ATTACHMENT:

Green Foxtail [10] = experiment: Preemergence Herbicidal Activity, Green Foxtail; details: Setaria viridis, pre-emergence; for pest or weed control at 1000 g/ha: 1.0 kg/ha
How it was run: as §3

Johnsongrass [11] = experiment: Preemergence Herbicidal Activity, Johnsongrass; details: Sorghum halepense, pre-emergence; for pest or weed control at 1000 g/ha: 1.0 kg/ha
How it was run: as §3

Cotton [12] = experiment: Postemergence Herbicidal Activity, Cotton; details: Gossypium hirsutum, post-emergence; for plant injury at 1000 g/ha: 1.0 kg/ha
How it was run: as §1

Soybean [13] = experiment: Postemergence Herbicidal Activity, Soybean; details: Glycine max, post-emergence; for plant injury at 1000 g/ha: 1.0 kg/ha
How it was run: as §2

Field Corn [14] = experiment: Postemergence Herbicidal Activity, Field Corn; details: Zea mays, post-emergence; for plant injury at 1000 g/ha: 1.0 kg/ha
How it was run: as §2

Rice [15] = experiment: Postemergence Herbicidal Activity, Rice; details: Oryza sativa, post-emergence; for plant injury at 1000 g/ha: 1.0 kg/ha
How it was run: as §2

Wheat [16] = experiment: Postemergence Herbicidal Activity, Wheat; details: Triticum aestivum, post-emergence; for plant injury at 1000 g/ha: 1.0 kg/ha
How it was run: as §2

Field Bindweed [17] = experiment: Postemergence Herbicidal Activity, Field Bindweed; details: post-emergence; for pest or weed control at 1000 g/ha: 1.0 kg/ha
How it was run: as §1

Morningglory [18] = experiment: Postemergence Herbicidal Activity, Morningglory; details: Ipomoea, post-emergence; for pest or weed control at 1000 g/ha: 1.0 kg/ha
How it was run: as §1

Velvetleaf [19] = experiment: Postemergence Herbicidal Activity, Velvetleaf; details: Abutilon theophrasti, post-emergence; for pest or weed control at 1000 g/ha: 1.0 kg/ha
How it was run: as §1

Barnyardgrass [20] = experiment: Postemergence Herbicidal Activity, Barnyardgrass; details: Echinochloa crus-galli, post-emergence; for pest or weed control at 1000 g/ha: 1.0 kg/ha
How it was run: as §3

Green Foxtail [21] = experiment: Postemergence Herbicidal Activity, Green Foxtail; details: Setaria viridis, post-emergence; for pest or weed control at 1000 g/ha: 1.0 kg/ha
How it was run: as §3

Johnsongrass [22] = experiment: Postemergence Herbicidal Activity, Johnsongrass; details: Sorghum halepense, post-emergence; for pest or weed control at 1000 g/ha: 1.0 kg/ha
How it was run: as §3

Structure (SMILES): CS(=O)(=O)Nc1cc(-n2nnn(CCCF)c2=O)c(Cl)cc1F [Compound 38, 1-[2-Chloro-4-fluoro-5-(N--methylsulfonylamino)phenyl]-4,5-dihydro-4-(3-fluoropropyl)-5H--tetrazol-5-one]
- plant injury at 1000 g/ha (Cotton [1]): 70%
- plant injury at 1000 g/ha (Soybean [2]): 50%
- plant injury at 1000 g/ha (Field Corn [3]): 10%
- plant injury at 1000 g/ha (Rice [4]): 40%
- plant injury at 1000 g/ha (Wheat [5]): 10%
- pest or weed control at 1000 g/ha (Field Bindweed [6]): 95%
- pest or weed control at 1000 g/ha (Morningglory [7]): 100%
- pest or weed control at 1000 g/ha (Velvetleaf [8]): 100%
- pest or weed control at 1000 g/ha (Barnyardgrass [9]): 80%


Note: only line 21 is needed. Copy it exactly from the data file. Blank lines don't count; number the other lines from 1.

Barnyardgrass [20] = experiment: Postemergence Herbicidal Activity, Barnyardgrass; details: Echinochloa crus-galli, post-emergence; for pest or weed control at 1000 g/ha: 1.0 kg/ha